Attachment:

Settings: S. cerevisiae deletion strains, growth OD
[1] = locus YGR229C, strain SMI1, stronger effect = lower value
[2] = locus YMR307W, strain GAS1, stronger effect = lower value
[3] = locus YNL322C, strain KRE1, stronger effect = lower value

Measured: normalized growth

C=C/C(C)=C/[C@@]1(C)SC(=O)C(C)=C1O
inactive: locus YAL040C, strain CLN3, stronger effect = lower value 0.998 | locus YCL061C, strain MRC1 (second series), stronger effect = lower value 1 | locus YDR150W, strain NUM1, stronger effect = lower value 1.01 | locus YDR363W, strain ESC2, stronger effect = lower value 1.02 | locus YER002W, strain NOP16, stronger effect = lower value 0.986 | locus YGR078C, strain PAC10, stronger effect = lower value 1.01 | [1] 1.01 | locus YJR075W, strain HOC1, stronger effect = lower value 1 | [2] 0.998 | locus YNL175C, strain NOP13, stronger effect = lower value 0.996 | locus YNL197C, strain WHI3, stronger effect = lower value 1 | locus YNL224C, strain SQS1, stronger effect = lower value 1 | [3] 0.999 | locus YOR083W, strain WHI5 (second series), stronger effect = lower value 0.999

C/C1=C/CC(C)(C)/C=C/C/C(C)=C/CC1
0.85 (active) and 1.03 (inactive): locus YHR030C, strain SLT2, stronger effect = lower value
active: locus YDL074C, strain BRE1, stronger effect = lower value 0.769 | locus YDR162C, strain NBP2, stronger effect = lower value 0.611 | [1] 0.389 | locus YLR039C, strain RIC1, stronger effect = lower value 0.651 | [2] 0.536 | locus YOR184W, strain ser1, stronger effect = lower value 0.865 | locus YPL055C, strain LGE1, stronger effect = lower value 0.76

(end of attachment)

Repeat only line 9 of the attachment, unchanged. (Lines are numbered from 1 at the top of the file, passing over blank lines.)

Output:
0.85 (active) and 1.03 (inactive): locus YHR030C, strain SLT2, stronger effect = lower value